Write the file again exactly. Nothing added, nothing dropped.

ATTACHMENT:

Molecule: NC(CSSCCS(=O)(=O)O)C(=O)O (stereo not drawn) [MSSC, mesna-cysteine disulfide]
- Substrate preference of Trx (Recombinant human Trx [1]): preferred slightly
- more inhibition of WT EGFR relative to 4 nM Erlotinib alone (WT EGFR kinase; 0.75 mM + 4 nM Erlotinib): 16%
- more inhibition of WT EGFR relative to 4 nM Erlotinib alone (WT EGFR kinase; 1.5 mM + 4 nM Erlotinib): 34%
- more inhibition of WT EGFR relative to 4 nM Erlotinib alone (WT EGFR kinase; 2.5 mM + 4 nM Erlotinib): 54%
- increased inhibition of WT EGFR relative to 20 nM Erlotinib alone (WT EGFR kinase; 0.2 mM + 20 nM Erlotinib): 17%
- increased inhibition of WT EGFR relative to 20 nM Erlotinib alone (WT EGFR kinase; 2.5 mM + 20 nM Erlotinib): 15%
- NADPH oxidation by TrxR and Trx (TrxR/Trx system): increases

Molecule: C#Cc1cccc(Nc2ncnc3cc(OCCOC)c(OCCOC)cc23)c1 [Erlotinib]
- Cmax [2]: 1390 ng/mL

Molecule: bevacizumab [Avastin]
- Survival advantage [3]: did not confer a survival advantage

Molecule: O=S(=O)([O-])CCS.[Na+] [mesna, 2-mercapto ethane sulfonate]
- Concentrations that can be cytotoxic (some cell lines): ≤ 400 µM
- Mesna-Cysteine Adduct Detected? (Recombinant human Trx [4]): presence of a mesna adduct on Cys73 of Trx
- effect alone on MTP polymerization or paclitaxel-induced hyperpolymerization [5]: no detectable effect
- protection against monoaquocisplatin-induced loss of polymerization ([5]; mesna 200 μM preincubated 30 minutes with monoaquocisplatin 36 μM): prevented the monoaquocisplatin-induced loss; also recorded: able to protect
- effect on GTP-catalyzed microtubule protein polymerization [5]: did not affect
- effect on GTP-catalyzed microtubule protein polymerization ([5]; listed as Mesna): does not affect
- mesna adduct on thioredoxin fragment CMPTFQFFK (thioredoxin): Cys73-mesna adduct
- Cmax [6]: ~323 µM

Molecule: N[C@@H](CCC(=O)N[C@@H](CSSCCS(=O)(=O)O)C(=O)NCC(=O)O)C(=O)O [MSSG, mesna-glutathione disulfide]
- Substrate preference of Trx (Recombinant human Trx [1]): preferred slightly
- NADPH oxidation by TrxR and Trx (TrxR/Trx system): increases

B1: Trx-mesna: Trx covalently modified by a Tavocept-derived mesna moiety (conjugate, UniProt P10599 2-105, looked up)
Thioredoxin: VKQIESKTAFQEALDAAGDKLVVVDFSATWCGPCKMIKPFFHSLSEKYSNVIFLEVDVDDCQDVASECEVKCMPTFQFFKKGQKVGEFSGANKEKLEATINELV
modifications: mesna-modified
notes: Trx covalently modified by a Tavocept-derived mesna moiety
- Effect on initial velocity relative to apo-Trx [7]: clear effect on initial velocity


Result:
Molecule: NC(CSSCCS(=O)(=O)O)C(=O)O (stereo not drawn) [MSSC, mesna-cysteine disulfide]
- Substrate preference of Trx (Recombinant human Trx [1]): preferred slightly
- more inhibition of WT EGFR relative to 4 nM Erlotinib alone (WT EGFR kinase; 0.75 mM + 4 nM Erlotinib): 16%
- more inhibition of WT EGFR relative to 4 nM Erlotinib alone (WT EGFR kinase; 1.5 mM + 4 nM Erlotinib): 34%
- more inhibition of WT EGFR relative to 4 nM Erlotinib alone (WT EGFR kinase; 2.5 mM + 4 nM Erlotinib): 54%
- increased inhibition of WT EGFR relative to 20 nM Erlotinib alone (WT EGFR kinase; 0.2 mM + 20 nM Erlotinib): 17%
- increased inhibition of WT EGFR relative to 20 nM Erlotinib alone (WT EGFR kinase; 2.5 mM + 20 nM Erlotinib): 15%
- NADPH oxidation by TrxR and Trx (TrxR/Trx system): increases

Molecule: C#Cc1cccc(Nc2ncnc3cc(OCCOC)c(OCCOC)cc23)c1 [Erlotinib]
- Cmax [2]: 1390 ng/mL

Molecule: bevacizumab [Avastin]
- Survival advantage [3]: did not confer a survival advantage

Molecule: O=S(=O)([O-])CCS.[Na+] [mesna, 2-mercapto ethane sulfonate]
- Concentrations that can be cytotoxic (some cell lines): ≤ 400 µM
- Mesna-Cysteine Adduct Detected? (Recombinant human Trx [4]): presence of a mesna adduct on Cys73 of Trx
- effect alone on MTP polymerization or paclitaxel-induced hyperpolymerization [5]: no detectable effect
- protection against monoaquocisplatin-induced loss of polymerization ([5]; mesna 200 μM preincubated 30 minutes with monoaquocisplatin 36 μM): prevented the monoaquocisplatin-induced loss; also recorded: able to protect
- effect on GTP-catalyzed microtubule protein polymerization [5]: did not affect
- effect on GTP-catalyzed microtubule protein polymerization ([5]; listed as Mesna): does not affect
- mesna adduct on thioredoxin fragment CMPTFQFFK (thioredoxin): Cys73-mesna adduct
- Cmax [6]: ~323 µM

Molecule: N[C@@H](CCC(=O)N[C@@H](CSSCCS(=O)(=O)O)C(=O)NCC(=O)O)C(=O)O [MSSG, mesna-glutathione disulfide]
- Substrate preference of Trx (Recombinant human Trx [1]): preferred slightly
- NADPH oxidation by TrxR and Trx (TrxR/Trx system): increases

B1: Trx-mesna: Trx covalently modified by a Tavocept-derived mesna moiety (conjugate, UniProt P10599 2-105, looked up)
Thioredoxin: VKQIESKTAFQEALDAAGDKLVVVDFSATWCGPCKMIKPFFHSLSEKYSNVIFLEVDVDDCQDVASECEVKCMPTFQFFKKGQKVGEFSGANKEKLEATINELV
modifications: mesna-modified
notes: Trx covalently modified by a Tavocept-derived mesna moiety
- Effect on initial velocity relative to apo-Trx [7]: clear effect on initial velocity